Reducing Unintended Pregnancies for Low-Income Women

Children born to young, unmarried mothers in the United States face an elevated risk of poverty. More than half of births last year to women under the age of thirty were outside of marriage. In 2012, single mothers headed nearly 25 percent of families, compared to 13 percent in 1970 (U.S. Census Bureau 2012). In that same year, 47 percent of children living in single-mother families lived below the federal poverty level, more than four times the 11 percent poverty rate for children living with their married parents (U.S. Census Bureau 2013). Children of single mothers fare less well in school and in life than children of married parents (see McLanahan and Sandefur 1994; Waldfogel, Craigie, and Brooks-Gunn 2010). For these reasons, addressing the situation into which children are born needs to be a key component in our nation’s fight against poverty.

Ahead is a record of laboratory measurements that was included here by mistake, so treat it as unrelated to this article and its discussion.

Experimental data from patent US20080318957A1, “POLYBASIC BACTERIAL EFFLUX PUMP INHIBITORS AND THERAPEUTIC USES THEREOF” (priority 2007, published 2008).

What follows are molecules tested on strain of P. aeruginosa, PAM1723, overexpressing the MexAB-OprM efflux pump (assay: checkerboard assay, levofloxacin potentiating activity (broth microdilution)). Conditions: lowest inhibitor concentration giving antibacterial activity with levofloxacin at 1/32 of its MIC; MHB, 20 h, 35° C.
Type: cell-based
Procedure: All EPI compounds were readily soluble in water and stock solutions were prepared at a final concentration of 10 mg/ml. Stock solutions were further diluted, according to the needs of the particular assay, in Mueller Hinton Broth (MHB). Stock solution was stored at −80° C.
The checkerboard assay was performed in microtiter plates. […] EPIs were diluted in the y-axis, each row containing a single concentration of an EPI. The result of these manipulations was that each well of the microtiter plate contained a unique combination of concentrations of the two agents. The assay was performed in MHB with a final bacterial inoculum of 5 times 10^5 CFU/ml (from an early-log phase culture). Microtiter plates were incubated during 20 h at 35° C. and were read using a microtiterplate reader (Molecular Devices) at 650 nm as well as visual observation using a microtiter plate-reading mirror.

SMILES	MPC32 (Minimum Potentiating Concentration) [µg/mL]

Most single mothers claim that their pregnancy was unwanted or mistimed. Because births to unmarried mothers are largely unintended births, we believe that the most realistic approach to slowing the growth of single-parent families is to help women delay childbearing until both parents are ready to raise a child and prepared to make a long-term commitment to the other parent. Doing so will improve child well-being and reduce child poverty rates. 

To that end, we propose a social marketing campaign designed to improve knowledge and attitudes about ways to prevent unintended pregnancies so that women can make better-informed decisions. Specifically, we propose that the U.S. Department of Health and Human Services’ Office of Population Affairs (OPA) use Title X monies to fund states for the purpose of launching a social marketing campaign to educate women about the safety, effectiveness, and convenience of long-acting reversible contraceptives, or LARCs. These state-run campaigns would target the population of women most vulnerable to births outside of marriage: low-income women between the ages of fifteen and thirty.